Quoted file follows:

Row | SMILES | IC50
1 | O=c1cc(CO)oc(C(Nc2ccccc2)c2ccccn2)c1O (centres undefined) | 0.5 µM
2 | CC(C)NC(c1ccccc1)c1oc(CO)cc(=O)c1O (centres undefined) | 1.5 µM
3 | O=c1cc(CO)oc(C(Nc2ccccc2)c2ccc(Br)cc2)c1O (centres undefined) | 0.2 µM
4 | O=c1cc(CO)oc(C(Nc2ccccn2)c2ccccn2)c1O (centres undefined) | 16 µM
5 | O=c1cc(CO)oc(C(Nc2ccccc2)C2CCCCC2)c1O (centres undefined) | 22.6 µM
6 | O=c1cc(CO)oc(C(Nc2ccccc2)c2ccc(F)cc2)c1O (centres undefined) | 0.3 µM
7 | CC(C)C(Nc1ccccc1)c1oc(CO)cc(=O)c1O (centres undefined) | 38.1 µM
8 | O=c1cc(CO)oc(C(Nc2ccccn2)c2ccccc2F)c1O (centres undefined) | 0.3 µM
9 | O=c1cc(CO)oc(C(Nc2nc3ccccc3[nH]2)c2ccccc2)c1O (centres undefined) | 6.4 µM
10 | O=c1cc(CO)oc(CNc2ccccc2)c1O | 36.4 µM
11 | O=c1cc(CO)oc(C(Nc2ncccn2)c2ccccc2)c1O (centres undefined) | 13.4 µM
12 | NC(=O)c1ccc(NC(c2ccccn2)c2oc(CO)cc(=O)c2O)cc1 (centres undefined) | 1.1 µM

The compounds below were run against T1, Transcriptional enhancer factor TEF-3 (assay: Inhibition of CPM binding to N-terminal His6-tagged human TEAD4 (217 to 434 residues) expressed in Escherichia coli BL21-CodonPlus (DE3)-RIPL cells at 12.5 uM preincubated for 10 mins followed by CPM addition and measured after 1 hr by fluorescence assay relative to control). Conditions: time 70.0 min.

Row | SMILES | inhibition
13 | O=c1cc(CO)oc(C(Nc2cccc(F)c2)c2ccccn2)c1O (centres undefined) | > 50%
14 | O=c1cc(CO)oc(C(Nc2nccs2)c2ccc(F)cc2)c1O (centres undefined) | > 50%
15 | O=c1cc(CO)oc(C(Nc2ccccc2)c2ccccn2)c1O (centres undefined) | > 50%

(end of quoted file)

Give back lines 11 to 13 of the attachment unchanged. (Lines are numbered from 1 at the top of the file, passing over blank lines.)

10 | O=c1cc(CO)oc(CNc2ccccc2)c1O | 36.4 µM
11 | O=c1cc(CO)oc(C(Nc2ncccn2)c2ccccc2)c1O (centres undefined) | 13.4 µM
12 | NC(=O)c1ccc(NC(c2ccccn2)c2oc(CO)cc(=O)c2O)cc1 (centres undefined) | 1.1 µM